Thesis Project Description:
Biological linkers, in the form of ligand-receptor bonds, are mechanosensitive structures since their kinetics and strength are force dependent. Living cells too are mechanosensitive but at a different scale – their structure and function depend on forces that they sense and exert. However, a big current challenge, and the overarching goal of this project, is to bridge our understanding of the molecular and cellular scales, in space and time. To do so, we will be focusing on the T cell immune response, a crucial process at the heart of our acquired immunity. We will design innovative substrates to manipulate cell adhesion using state-of-art micro and nano-fabrication techniques while measuring cell generated forces. We will also develop the means to couple cell force measurements with atomic force microscopy (AFM) and optical tweezers (OT) in order to simultaneously record the modulations in cell mechanics and forces. Additionally, we will quantify cellular activation levels and link them to theoretical models derived from our previous work. In brief, we aim to describe mechanotransduction from molecular to cellular level in the frame of T cell activation.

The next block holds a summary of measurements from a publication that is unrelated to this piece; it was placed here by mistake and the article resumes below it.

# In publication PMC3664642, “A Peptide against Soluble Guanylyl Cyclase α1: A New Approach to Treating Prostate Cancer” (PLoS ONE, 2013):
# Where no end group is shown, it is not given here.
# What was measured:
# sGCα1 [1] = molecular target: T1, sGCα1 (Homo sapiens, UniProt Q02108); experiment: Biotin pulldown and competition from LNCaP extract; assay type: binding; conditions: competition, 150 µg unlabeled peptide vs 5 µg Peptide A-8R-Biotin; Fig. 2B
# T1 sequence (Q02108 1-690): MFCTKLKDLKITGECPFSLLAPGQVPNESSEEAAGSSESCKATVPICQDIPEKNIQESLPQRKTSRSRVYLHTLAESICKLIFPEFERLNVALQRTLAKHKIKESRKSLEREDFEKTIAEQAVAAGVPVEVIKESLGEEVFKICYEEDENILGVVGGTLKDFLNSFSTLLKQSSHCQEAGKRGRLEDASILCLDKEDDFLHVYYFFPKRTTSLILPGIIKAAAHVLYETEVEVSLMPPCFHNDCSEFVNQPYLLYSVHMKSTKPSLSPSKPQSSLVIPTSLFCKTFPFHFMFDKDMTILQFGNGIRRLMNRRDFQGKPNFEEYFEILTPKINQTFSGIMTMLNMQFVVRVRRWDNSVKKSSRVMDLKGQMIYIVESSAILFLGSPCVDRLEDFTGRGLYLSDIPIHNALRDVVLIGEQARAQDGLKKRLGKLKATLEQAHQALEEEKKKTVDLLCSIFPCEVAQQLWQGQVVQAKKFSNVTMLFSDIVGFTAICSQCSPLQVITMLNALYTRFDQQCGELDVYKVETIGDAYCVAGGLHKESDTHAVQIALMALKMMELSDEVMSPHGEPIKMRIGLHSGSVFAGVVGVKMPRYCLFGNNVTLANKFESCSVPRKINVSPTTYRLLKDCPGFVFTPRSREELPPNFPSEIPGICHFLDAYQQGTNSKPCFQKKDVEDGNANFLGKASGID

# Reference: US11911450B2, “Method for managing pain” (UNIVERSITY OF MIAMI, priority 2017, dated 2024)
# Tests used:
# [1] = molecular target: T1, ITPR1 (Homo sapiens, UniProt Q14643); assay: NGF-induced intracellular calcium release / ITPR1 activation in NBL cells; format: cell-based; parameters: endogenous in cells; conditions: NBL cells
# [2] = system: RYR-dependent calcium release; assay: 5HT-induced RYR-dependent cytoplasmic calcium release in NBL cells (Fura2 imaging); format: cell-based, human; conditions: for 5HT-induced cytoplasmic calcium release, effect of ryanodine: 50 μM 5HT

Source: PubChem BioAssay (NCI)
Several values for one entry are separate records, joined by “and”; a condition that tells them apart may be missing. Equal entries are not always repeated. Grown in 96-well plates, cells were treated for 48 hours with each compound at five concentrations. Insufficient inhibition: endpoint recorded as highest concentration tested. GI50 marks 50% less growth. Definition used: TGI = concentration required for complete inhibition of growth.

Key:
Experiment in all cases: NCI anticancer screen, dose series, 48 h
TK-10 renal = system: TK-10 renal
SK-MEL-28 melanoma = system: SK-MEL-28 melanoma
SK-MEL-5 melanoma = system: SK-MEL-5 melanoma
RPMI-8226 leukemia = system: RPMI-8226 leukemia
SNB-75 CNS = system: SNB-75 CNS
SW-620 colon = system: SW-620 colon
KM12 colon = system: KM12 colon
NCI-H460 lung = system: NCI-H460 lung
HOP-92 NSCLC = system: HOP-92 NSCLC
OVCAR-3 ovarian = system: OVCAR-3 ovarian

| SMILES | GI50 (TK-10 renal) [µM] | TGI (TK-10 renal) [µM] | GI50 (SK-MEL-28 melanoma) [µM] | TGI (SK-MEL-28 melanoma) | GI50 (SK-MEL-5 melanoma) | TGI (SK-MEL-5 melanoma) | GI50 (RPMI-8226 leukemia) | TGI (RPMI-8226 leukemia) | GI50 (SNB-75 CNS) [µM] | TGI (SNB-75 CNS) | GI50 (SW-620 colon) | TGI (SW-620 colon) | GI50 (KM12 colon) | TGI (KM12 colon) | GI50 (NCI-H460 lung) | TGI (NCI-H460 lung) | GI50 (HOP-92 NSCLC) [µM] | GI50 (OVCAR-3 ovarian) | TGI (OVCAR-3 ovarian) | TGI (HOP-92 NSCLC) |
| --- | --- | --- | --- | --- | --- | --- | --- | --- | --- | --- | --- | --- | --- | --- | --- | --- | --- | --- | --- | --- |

Interdisciplinary Research Axis:
Imaging + Nano-health
Lebanese University (LB)